At the invitation of Lely, every two years members of the Red Cow Community meet somewhere in the world during an inspiring event. Attendees are owners of large dairy farms with more than 500 milking-cows that operate with eight or more Lely robots. Key for these farmers is to gain new ideas applying available resources and new technologies for optimizing their business operations and making our food chain more future proof, while respecting human and animal.
Together with local Italian customers, Lely representatives and Italian partners, the four-day programme contained a mix of information about farming and dairy production as well as social interaction. Presentations and workshops encouraged collaboration amongst all attendees. Masterclasses offered the opportunity to look at common challenges from various angles and discuss sensitive subjects.
Multiple company visits to local dairy farms and producers were also part of the programme. Two local Dairy XL farms shared their way of working and how they use Italian traditions in agriculture combined with the latest technologies in ensuring a sustainable future for the next generation. To understand how dairy is locally valorized and consumer demands are met, the community also visited a production facility of Italy’s famous cheese; Grana Padano. Followed by understating the quality process of a Grana Padano distributer and their distribution to 60 countries over the world.
The Red Cow Community is based around providing inspiration, connections and networking. By connecting knowledge from around the world and learnings from the value chain, the farmers can collect valuable new insights for their business,” said Coert van Lenteren, Global Head of Dairy XL at Lely. “During this event in Italy we particularly looked at how we could engage our Dairy XL customers how local farmers valorize their milk.”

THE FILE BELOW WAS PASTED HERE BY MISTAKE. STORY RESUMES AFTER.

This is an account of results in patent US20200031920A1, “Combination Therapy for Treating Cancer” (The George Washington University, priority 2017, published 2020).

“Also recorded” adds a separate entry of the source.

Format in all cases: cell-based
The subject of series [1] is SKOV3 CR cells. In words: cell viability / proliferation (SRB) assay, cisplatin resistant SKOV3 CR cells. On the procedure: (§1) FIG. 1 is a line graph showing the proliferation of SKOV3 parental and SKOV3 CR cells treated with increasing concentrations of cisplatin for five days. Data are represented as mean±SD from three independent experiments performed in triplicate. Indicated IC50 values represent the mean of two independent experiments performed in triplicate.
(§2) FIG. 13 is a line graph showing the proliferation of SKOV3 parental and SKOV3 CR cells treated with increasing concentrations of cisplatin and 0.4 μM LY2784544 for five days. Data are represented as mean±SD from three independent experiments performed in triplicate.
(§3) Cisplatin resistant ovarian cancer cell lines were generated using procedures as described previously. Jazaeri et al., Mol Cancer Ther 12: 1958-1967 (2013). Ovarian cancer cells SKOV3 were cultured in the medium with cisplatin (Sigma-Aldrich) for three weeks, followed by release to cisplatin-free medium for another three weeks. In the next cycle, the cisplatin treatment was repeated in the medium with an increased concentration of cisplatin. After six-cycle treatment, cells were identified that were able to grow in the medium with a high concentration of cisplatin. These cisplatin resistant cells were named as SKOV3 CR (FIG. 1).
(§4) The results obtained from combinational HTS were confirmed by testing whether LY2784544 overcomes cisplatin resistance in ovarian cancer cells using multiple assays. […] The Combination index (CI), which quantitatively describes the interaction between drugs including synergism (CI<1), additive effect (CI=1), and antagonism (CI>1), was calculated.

It was great to see that language is not a barrier to get everyone engaged. By connecting different cultures, attendees were able to share new insights for the challenges each of them are facing in a beautiful Italian environment. For Lely, the Red Cow Community is key in our improving our sustainable solutions for our total customer base around the world, whether small or large businesses. Connecting these large dairy farms really makes a difference for the future of dairy farming.”
The dairy farms in the Red Cow Community play an important role in Lely's mission to make a sustainable contribution to feeding the world through innovative solutions. A partnership that provides a lot of inspiration for both dairy farmers and Lely.
Lely founded the Red Cow Community in 2017, to reward special ‘Dairy-XL’ customers for their loyalty. Companies operating with eight or more Lely robots can participate. Thanks to the proven success and experience of large herd management through the Lely Dairy XL concept, partnerships with owners of large dairy farms have now been built across countries such as Canada, Argentina, Belarus, Denmark, Japan, Sweden, Italy, USA, Russia, Germany and Turkey.
April 12, 2021
10 years of Vector, thanks to our test and validation customers!
Lely installed the first Vector system on a number of dairy farms back in 2011. The Overbeek family in Benschop run such a farm, (NL), where they had already shown an interest in automatic milking and feeding when building a new barn for their dairy cows. The family initially started using the Astronaut A3 Next for automatic milking, then also switched to the Lely Vector for automatic feeding. Kees and Sjors Overbeek had already used automatic feeding at their old farm, but it was a rail system. The Vector offered them much more flexibility.
April 1, 2021
Lely adds flavor to milk with new feeding components
Lely has developed unique milk by adding new precursors to rations. Thanks to the link between the Vector feeding system, the Astronaut milking robot and the Orbiter milk processor, knowledge and insight has been gained about the entire process from feed to milk. The key findings were that the ration does not only affect the composition of the milk, but also the taste. The experiments also examined which feeding components had a positive and negative effect on taste.